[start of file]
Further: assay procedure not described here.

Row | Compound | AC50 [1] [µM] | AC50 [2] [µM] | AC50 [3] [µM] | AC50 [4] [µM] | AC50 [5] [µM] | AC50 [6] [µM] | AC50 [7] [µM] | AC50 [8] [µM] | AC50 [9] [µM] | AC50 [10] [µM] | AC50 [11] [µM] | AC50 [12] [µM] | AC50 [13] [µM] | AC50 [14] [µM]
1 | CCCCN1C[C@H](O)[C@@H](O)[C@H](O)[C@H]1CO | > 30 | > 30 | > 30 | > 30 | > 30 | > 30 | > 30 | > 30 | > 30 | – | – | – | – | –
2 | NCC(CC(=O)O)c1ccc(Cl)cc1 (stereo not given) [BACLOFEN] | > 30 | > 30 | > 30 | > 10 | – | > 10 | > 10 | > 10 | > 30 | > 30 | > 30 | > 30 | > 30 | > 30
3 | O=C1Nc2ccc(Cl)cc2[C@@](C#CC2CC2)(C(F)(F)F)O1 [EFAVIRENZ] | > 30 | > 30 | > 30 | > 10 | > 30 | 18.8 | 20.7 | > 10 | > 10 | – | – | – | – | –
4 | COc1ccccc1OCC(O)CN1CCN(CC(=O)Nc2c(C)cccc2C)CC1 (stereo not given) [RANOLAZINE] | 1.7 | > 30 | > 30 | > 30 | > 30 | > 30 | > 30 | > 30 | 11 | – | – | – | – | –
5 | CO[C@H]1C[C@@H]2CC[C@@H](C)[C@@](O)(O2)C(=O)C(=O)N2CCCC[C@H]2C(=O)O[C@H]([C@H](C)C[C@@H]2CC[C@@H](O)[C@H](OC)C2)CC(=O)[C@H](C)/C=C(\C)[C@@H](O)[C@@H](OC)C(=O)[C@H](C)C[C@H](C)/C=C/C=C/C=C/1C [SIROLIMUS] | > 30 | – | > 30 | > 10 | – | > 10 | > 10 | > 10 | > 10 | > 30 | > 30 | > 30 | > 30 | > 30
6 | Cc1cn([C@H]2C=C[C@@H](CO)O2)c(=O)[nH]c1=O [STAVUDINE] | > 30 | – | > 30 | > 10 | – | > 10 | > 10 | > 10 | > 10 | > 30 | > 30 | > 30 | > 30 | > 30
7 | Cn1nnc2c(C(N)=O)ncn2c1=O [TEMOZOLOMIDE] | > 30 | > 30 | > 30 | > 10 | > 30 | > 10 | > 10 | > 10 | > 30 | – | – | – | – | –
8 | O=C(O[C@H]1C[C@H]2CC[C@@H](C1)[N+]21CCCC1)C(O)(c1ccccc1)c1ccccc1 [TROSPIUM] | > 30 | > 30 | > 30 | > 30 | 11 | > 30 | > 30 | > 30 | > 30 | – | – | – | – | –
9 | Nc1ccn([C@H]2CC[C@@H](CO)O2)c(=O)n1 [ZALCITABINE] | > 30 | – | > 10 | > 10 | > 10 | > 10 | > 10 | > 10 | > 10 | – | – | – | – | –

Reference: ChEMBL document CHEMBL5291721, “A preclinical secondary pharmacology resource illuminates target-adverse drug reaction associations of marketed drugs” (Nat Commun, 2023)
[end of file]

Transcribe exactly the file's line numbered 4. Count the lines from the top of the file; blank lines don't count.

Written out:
2 | NCC(CC(=O)O)c1ccc(Cl)cc1 (stereo not given) [BACLOFEN] | > 30 | > 30 | > 30 | > 10 | – | > 10 | > 10 | > 10 | > 30 | > 30 | > 30 | > 30 | > 30 | > 30